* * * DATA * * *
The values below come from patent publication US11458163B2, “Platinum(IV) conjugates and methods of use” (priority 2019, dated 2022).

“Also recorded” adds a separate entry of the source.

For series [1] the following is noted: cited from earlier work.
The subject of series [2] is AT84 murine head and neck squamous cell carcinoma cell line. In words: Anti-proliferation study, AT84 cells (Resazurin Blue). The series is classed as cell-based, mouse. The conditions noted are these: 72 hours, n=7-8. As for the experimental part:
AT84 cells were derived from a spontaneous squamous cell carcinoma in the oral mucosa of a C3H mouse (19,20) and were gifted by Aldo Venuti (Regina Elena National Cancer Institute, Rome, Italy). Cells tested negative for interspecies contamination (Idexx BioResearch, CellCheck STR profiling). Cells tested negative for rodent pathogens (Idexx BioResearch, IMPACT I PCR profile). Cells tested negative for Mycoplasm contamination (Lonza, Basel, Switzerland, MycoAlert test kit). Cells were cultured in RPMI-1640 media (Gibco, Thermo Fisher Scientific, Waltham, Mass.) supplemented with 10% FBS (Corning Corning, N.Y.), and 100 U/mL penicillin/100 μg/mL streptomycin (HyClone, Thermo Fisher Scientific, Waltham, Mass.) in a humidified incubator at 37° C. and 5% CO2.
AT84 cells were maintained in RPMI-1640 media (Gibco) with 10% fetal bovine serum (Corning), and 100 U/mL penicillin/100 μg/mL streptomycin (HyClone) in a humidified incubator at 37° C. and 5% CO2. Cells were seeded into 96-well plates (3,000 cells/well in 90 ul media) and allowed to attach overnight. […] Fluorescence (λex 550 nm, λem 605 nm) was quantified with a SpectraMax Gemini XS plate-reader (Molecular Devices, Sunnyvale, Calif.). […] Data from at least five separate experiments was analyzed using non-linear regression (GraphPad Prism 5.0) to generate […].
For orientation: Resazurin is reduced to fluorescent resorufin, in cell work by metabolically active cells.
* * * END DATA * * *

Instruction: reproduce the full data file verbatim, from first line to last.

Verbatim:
The values below come from patent publication US11458163B2, “Platinum(IV) conjugates and methods of use” (priority 2019, dated 2022).

“Also recorded” adds a separate entry of the source.

For series [1] the following is noted: cited from earlier work.
The subject of series [2] is AT84 murine head and neck squamous cell carcinoma cell line. In words: Anti-proliferation study, AT84 cells (Resazurin Blue). The series is classed as cell-based, mouse. The conditions noted are these: 72 hours, n=7-8. As for the experimental part:
AT84 cells were derived from a spontaneous squamous cell carcinoma in the oral mucosa of a C3H mouse (19,20) and were gifted by Aldo Venuti (Regina Elena National Cancer Institute, Rome, Italy). Cells tested negative for interspecies contamination (Idexx BioResearch, CellCheck STR profiling). Cells tested negative for rodent pathogens (Idexx BioResearch, IMPACT I PCR profile). Cells tested negative for Mycoplasm contamination (Lonza, Basel, Switzerland, MycoAlert test kit). Cells were cultured in RPMI-1640 media (Gibco, Thermo Fisher Scientific, Waltham, Mass.) supplemented with 10% FBS (Corning Corning, N.Y.), and 100 U/mL penicillin/100 μg/mL streptomycin (HyClone, Thermo Fisher Scientific, Waltham, Mass.) in a humidified incubator at 37° C. and 5% CO2.
AT84 cells were maintained in RPMI-1640 media (Gibco) with 10% fetal bovine serum (Corning), and 100 U/mL penicillin/100 μg/mL streptomycin (HyClone) in a humidified incubator at 37° C. and 5% CO2. Cells were seeded into 96-well plates (3,000 cells/well in 90 ul media) and allowed to attach overnight. […] Fluorescence (λex 550 nm, λem 605 nm) was quantified with a SpectraMax Gemini XS plate-reader (Molecular Devices, Sunnyvale, Calif.). […] Data from at least five separate experiments was analyzed using non-linear regression (GraphPad Prism 5.0) to generate […].
For orientation: Resazurin is reduced to fluorescent resorufin, in cell work by metabolically active cells.